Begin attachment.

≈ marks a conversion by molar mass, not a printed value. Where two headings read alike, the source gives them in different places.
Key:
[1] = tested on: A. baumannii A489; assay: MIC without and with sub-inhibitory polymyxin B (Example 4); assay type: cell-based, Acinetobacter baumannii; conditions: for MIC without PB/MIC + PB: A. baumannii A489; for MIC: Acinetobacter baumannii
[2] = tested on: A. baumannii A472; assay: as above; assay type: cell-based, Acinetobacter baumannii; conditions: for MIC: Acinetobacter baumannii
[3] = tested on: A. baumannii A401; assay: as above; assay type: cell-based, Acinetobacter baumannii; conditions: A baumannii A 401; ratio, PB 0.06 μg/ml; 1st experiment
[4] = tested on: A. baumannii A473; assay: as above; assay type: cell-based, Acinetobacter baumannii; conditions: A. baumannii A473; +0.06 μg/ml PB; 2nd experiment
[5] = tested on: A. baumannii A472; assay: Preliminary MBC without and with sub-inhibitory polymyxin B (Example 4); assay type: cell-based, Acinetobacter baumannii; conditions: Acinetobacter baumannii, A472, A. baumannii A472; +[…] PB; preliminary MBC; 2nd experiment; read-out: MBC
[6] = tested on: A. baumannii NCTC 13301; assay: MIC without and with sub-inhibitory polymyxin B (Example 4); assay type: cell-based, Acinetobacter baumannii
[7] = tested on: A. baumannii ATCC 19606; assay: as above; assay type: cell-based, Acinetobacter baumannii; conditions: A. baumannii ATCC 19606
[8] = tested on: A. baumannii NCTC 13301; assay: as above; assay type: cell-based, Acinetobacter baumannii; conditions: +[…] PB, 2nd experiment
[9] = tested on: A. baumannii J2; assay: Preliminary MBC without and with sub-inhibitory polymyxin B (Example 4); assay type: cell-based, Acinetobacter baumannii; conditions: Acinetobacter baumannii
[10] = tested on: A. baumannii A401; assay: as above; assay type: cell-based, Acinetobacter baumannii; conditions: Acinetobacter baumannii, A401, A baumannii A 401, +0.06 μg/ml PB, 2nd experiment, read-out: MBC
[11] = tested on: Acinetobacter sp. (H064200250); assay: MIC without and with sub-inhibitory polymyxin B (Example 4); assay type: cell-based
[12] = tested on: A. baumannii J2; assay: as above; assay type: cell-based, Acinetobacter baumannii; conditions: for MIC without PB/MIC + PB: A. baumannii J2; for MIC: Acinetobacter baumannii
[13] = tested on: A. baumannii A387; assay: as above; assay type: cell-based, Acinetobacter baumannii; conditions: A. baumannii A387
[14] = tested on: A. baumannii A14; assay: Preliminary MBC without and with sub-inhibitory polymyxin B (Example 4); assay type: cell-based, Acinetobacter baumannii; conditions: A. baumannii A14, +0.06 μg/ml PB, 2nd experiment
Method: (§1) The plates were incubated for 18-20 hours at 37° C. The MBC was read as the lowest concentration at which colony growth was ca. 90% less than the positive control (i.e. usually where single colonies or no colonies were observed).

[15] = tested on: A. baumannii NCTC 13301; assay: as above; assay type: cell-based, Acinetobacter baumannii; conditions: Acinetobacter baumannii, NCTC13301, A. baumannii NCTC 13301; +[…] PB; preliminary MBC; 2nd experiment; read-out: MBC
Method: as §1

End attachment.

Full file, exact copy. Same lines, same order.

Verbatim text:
≈ marks a conversion by molar mass, not a printed value. Where two headings read alike, the source gives them in different places.
Key:
[1] = tested on: A. baumannii A489; assay: MIC without and with sub-inhibitory polymyxin B (Example 4); assay type: cell-based, Acinetobacter baumannii; conditions: for MIC without PB/MIC + PB: A. baumannii A489; for MIC: Acinetobacter baumannii
[2] = tested on: A. baumannii A472; assay: as above; assay type: cell-based, Acinetobacter baumannii; conditions: for MIC: Acinetobacter baumannii
[3] = tested on: A. baumannii A401; assay: as above; assay type: cell-based, Acinetobacter baumannii; conditions: A baumannii A 401; ratio, PB 0.06 μg/ml; 1st experiment
[4] = tested on: A. baumannii A473; assay: as above; assay type: cell-based, Acinetobacter baumannii; conditions: A. baumannii A473; +0.06 μg/ml PB; 2nd experiment
[5] = tested on: A. baumannii A472; assay: Preliminary MBC without and with sub-inhibitory polymyxin B (Example 4); assay type: cell-based, Acinetobacter baumannii; conditions: Acinetobacter baumannii, A472, A. baumannii A472; +[…] PB; preliminary MBC; 2nd experiment; read-out: MBC
[6] = tested on: A. baumannii NCTC 13301; assay: MIC without and with sub-inhibitory polymyxin B (Example 4); assay type: cell-based, Acinetobacter baumannii
[7] = tested on: A. baumannii ATCC 19606; assay: as above; assay type: cell-based, Acinetobacter baumannii; conditions: A. baumannii ATCC 19606
[8] = tested on: A. baumannii NCTC 13301; assay: as above; assay type: cell-based, Acinetobacter baumannii; conditions: +[…] PB, 2nd experiment
[9] = tested on: A. baumannii J2; assay: Preliminary MBC without and with sub-inhibitory polymyxin B (Example 4); assay type: cell-based, Acinetobacter baumannii; conditions: Acinetobacter baumannii
[10] = tested on: A. baumannii A401; assay: as above; assay type: cell-based, Acinetobacter baumannii; conditions: Acinetobacter baumannii, A401, A baumannii A 401, +0.06 μg/ml PB, 2nd experiment, read-out: MBC
[11] = tested on: Acinetobacter sp. (H064200250); assay: MIC without and with sub-inhibitory polymyxin B (Example 4); assay type: cell-based
[12] = tested on: A. baumannii J2; assay: as above; assay type: cell-based, Acinetobacter baumannii; conditions: for MIC without PB/MIC + PB: A. baumannii J2; for MIC: Acinetobacter baumannii
[13] = tested on: A. baumannii A387; assay: as above; assay type: cell-based, Acinetobacter baumannii; conditions: A. baumannii A387
[14] = tested on: A. baumannii A14; assay: Preliminary MBC without and with sub-inhibitory polymyxin B (Example 4); assay type: cell-based, Acinetobacter baumannii; conditions: A. baumannii A14, +0.06 μg/ml PB, 2nd experiment
Method: (§1) The plates were incubated for 18-20 hours at 37° C. The MBC was read as the lowest concentration at which colony growth was ca. 90% less than the positive control (i.e. usually where single colonies or no colonies were observed).

[15] = tested on: A. baumannii NCTC 13301; assay: as above; assay type: cell-based, Acinetobacter baumannii; conditions: Acinetobacter baumannii, NCTC13301, A. baumannii NCTC 13301; +[…] PB; preliminary MBC; 2nd experiment; read-out: MBC
Method: as §1